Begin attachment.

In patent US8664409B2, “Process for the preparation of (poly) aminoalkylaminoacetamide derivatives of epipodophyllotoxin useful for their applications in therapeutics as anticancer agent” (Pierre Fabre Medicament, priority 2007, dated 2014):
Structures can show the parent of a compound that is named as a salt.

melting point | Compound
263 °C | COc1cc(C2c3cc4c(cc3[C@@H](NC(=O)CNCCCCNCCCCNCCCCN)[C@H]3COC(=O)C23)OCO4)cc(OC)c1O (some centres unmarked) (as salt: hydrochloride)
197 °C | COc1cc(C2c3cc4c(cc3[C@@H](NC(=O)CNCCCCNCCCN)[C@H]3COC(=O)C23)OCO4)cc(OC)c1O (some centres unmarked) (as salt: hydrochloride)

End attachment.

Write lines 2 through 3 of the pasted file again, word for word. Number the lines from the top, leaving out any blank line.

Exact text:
Structures can show the parent of a compound that is named as a salt.

melting point | Compound